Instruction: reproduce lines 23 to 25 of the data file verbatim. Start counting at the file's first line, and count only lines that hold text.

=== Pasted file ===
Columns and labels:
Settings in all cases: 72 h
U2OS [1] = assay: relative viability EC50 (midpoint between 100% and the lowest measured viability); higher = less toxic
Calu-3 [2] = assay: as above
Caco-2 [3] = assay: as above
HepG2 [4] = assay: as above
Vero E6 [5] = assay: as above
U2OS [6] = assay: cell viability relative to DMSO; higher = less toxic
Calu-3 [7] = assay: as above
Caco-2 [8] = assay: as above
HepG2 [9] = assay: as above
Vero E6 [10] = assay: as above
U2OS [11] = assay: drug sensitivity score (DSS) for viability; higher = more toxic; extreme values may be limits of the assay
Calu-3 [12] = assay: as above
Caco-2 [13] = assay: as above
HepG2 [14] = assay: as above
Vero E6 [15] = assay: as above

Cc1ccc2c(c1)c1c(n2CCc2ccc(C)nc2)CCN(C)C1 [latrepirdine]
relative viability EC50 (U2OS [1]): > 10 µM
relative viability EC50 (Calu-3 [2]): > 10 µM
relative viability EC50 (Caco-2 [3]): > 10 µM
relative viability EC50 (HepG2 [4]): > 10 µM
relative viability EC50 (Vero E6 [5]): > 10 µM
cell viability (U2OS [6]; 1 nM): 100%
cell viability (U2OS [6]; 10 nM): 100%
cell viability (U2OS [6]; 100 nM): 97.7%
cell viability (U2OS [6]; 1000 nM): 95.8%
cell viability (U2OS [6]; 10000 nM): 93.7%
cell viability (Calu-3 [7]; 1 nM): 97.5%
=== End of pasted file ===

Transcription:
relative viability EC50 (Vero E6 [5]): > 10 µM
cell viability (U2OS [6]; 1 nM): 100%
cell viability (U2OS [6]; 10 nM): 100%